Anxiety & Coping with COVID-19

Anxiety & COVID-19

Written by: Angie McDonald, LPC

We are in the middle of a global pandemic and each of us might be feeling a lot of strong emotions.  For some, anxiety is a big, normal part of everyday life right now.  Anxiety does not always feel good.  Knowing and naming what is happening can help us ease some of the strength of the symptoms.  Symptoms might include: hypervigilance (on edge), irritability, restlessness, concentration problems, racing thoughts, unwanted thoughts, fatigue, sweating more often, excessive worry, fear, feeling of impending doom, insomnia, nausea, palpitations, and/or trembling.  

These are normal responses to the collective traumatic experience we are facing.  The fear of the unknown is an extremely difficult place to navigate.  You may feel ok one minute and the very next minute your heart is racing and pounding.  Your brain is telling your body at this point, you are in danger, you are not safe and an alarm goes off in our body. 

With what the world is facing, these are normal responses to our everyday situation. Bigger, more severe, problems may arise, if we are in this constant state of arousal, all day long without being able to come back to a calm, functional place. 

How do we do this?  How do we get our bodies and minds back to a calm place?  The approach might be different for everyone. What works for some, might not work for others. 

I found myself feeling extremely anxious today reading updates about COVID 19.  These updates are good information and it is important to be informed, but after about 10 minutes of reading I recognized my body was tensing up and my mind was racing with the “what if’s” (breeding ground for anxiety).  What if one of my kids, an extended family member or friends actually contract COVID 19? What if I get it?  What if my coworkers get it? What if this virus is not contained? What if my job changes or hours are cut?  What if the kids don’t go back to school this fall?  And my mind is on this continual loop telling my body I am in danger.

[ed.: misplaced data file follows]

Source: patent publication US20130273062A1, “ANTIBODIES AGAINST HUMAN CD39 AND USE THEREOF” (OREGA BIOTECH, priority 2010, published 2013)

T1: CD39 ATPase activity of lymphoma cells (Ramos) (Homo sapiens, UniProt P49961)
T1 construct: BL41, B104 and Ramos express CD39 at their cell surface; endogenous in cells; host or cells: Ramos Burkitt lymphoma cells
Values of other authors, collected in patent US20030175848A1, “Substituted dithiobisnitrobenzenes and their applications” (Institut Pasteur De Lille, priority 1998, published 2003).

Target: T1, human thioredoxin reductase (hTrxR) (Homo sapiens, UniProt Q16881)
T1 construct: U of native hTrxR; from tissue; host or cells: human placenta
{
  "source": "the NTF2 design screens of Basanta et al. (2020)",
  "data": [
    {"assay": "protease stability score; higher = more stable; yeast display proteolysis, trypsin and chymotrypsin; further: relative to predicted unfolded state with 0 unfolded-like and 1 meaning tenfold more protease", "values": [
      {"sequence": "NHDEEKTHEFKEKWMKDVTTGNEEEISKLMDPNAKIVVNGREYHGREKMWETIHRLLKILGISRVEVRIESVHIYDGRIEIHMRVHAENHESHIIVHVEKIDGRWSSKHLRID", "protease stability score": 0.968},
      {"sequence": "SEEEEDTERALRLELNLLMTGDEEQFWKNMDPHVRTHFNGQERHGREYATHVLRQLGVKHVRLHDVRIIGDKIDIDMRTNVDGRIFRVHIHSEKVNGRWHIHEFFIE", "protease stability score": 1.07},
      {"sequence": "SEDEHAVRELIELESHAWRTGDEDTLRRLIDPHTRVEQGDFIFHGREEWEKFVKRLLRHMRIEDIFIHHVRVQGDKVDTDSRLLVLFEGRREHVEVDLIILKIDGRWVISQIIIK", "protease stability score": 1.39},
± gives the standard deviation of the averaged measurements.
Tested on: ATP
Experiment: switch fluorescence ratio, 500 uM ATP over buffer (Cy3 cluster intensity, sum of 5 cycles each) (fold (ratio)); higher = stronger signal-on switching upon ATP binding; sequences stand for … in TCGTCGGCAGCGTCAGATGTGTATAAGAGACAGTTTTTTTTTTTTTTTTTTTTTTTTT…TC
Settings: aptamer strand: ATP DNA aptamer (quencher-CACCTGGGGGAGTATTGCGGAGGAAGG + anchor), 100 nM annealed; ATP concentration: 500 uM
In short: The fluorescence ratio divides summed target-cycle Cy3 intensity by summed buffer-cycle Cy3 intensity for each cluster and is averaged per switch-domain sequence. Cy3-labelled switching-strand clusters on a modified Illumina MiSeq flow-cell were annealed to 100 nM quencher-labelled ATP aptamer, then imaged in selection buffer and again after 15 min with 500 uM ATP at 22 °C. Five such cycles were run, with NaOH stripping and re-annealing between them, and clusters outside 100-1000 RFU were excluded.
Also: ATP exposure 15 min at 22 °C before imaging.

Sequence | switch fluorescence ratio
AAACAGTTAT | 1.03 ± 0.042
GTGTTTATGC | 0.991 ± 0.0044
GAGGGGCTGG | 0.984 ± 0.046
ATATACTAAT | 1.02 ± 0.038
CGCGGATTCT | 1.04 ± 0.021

At that point, I had to make a conscious choice to ask myself what could I do?  What could I control?  I could get off the internet (causing anxiety to rise), go get a drink of water, take some very long deep breaths, and then for me in that moment, writing was helpful.  You have to find what works for you.  We are getting information everyday through social media, the news, the internet, etc. on tips that can help with our anxiety and other mental health concerns and this is a tremendous thing.  It also might feel a bit overwhelming to some as we are taking in so much information on a daily basis as our brains try to process it all.  

The goal is to find a few things that help when you begin to feel overwhelmed (which again is normal), that help bring you back to your calmer place.  I say calmer, because right now, it may be hard to get back to a really calm, relaxed place, because we are in the middle of an anxiety provoking pandemic that is affecting each of our lives.  

My challenge to you is to make a list of a few things that help you feel calm again and try doing those when life feels like it is just too much at the moment.  My list includes slow, deep breaths, watching Friends or Everybody Loves Raymond, watching Tik Tok videos (have not convinced my kids to do one with me yet), getting outside going for a walk (this needs to happen more), calling or texting a friend; looking at pictures of my children, hugging one of my children, etc.  Find a few things that work and keep doing them! 

We are all in this together and we are all going to process our experiences in different ways.  Lean on others, stay connected to others, and stay well!